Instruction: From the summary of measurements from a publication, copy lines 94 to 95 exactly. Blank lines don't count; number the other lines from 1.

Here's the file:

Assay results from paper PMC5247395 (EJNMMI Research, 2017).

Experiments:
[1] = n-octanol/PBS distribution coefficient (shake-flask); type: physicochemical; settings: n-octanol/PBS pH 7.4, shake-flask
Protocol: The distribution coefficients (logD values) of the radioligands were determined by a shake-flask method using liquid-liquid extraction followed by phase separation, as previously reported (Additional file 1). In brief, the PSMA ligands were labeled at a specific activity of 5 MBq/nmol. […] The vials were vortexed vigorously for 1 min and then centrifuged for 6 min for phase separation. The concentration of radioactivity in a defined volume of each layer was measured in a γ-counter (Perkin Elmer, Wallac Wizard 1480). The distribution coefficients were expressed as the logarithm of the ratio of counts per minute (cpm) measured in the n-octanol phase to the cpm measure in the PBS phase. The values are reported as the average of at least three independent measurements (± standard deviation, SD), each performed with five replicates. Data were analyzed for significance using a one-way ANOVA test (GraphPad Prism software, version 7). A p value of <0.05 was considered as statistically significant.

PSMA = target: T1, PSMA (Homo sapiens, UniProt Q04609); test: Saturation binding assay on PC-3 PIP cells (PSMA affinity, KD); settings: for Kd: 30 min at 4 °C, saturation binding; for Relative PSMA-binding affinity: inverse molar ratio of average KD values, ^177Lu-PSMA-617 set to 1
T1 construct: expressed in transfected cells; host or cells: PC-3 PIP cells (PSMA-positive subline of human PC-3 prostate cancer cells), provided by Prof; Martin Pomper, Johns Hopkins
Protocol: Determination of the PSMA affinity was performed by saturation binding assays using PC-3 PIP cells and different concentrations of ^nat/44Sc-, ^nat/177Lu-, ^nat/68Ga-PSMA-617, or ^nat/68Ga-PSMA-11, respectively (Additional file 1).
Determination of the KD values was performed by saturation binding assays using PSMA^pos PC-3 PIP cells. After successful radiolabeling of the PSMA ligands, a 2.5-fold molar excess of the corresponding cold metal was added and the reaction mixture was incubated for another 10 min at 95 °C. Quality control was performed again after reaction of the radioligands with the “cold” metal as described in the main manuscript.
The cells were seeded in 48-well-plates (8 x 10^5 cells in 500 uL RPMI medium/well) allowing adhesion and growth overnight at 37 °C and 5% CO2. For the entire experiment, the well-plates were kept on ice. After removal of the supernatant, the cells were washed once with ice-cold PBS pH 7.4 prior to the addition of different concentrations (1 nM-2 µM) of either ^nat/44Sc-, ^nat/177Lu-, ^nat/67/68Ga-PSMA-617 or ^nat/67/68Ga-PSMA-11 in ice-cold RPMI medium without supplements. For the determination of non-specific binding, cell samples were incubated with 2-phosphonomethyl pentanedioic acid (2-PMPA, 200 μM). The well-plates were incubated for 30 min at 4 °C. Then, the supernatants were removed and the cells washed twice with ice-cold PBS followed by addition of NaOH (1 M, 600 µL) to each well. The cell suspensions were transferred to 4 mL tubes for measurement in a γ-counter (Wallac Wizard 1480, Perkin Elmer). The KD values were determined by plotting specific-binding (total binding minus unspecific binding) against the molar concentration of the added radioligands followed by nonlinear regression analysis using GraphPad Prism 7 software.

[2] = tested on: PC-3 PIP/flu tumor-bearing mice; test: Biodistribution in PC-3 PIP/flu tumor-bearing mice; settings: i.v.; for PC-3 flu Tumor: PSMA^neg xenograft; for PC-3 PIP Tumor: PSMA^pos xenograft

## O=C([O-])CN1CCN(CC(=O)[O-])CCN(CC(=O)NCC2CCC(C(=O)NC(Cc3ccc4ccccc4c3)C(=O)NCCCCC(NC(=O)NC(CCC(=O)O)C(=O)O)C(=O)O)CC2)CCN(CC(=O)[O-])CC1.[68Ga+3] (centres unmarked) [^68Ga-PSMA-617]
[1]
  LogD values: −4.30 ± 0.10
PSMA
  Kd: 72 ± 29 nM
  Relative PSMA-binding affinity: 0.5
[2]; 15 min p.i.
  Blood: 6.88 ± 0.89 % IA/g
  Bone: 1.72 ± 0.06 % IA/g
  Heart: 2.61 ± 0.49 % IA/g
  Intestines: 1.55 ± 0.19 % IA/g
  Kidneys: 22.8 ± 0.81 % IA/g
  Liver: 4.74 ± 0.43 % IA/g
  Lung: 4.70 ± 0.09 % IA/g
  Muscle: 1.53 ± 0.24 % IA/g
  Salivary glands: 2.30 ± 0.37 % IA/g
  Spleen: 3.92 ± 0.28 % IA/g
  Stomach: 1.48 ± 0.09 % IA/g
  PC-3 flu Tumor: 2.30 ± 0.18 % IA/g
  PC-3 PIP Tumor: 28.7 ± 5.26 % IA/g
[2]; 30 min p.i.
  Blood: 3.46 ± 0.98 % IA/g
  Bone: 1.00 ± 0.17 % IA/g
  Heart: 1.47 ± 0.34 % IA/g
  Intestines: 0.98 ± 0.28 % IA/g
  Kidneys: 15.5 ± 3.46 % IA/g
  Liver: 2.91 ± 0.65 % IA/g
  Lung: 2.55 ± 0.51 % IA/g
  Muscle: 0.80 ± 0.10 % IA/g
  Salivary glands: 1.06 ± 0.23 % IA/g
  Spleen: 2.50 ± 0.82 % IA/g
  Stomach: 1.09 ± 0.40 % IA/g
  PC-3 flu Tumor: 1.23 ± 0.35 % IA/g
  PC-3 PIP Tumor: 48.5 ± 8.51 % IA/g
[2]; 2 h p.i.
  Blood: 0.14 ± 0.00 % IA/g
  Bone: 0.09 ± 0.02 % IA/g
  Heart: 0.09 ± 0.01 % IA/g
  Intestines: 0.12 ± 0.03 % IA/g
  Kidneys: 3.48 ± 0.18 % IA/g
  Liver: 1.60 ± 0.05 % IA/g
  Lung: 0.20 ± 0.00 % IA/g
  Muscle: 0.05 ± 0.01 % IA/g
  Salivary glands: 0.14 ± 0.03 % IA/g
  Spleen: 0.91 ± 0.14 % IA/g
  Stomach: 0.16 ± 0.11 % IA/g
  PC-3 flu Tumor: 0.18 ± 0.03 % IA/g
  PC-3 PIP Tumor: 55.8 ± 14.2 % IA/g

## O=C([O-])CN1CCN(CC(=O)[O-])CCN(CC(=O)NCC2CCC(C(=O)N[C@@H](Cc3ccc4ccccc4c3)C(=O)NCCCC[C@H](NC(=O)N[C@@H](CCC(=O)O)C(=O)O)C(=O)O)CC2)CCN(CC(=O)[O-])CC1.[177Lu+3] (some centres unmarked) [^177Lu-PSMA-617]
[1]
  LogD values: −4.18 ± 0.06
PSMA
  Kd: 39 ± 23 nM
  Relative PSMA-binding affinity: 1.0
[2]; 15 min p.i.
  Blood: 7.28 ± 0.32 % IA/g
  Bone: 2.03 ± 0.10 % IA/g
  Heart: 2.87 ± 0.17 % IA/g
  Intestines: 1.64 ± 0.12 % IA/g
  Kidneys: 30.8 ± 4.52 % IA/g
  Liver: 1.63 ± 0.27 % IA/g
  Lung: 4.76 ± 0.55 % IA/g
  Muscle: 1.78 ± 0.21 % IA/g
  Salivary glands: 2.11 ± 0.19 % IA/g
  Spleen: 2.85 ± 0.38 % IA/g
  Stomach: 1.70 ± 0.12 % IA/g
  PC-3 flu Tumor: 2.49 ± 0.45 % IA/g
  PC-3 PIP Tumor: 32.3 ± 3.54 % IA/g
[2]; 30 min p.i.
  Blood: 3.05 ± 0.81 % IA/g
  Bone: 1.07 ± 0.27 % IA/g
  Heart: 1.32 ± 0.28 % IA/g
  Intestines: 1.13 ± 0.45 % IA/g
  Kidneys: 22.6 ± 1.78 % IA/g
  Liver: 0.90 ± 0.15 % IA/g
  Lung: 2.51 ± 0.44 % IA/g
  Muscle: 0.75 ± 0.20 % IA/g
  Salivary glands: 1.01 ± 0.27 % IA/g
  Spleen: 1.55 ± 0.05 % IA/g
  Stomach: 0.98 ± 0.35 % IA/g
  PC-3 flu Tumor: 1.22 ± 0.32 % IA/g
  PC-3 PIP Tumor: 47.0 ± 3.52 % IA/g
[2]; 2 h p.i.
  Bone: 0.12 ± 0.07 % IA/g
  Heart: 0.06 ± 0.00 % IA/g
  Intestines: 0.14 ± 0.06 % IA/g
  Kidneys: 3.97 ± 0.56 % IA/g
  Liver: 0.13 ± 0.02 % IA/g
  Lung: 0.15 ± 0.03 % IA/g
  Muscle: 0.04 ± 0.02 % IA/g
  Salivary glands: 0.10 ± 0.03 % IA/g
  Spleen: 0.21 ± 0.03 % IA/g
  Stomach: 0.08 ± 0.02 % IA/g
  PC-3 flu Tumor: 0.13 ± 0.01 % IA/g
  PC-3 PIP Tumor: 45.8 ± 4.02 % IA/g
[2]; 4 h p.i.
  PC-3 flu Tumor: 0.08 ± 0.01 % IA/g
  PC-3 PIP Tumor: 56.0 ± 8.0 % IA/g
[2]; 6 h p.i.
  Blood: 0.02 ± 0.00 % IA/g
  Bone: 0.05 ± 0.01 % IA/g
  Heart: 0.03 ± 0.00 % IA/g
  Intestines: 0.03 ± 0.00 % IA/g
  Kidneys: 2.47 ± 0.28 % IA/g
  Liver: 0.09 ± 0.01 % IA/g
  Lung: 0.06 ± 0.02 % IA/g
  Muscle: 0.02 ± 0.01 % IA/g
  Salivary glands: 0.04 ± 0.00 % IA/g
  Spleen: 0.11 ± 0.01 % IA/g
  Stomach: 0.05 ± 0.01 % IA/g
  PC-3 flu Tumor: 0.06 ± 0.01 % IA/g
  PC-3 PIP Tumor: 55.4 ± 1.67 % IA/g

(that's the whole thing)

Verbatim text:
  Bone: 0.12 ± 0.07 % IA/g
  Heart: 0.06 ± 0.00 % IA/g